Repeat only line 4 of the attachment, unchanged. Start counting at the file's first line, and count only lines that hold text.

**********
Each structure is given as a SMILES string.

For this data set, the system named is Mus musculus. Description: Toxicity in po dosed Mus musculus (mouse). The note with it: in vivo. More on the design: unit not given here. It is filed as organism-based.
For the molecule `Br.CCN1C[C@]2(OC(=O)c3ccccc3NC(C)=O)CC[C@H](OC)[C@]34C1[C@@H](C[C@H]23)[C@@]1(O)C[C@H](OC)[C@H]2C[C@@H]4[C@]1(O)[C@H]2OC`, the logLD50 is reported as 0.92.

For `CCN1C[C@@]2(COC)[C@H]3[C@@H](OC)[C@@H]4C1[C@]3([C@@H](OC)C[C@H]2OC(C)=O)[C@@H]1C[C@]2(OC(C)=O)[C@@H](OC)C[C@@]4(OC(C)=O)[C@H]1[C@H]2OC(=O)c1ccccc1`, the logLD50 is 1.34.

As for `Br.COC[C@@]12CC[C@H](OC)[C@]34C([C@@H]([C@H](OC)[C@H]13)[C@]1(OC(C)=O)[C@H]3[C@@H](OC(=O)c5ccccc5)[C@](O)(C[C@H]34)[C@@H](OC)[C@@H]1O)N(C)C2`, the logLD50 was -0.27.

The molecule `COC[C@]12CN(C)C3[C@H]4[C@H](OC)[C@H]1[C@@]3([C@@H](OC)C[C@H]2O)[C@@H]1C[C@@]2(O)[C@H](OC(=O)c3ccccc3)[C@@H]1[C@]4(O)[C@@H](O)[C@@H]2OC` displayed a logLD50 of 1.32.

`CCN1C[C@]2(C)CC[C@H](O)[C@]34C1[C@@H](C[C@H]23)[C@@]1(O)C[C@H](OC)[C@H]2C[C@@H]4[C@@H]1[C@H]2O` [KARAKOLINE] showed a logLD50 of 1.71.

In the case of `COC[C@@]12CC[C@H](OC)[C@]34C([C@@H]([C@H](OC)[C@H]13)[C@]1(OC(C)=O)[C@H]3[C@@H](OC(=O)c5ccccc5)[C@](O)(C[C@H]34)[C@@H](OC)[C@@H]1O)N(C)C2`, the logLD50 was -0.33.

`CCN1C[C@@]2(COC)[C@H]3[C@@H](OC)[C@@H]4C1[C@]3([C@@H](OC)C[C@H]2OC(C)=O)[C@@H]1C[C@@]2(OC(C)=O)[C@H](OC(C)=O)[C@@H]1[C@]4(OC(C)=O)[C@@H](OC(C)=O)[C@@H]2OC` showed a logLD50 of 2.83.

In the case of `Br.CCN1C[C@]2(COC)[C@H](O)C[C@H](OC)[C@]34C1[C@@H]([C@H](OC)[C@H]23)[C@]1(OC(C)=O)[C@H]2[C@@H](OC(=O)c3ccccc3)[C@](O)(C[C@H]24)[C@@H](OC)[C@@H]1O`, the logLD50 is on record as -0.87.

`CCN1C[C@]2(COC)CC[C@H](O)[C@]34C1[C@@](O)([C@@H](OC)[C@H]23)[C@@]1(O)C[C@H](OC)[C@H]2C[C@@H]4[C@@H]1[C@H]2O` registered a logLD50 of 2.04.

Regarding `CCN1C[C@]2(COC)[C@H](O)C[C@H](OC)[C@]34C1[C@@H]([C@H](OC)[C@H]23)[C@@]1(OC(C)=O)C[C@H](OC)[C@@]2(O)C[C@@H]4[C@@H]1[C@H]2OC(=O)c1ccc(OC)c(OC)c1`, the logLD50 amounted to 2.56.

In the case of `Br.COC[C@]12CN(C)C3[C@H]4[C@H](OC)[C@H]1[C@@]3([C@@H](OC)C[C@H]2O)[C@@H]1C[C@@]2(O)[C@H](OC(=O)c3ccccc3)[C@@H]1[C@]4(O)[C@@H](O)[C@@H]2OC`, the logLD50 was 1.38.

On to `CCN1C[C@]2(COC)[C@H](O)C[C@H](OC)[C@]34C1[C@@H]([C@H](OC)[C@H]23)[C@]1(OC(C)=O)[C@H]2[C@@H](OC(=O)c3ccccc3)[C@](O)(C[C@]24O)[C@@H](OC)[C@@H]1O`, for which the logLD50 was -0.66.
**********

For `CCN1C[C@@]2(COC)[C@H]3[C@@H](OC)[C@@H]4C1[C@]3([C@@H](OC)C[C@H]2OC(C)=O)[C@@H]1C[C@]2(OC(C)=O)[C@@H](OC)C[C@@]4(OC(C)=O)[C@H]1[C@H]2OC(=O)c1ccccc1`, the logLD50 is 1.34.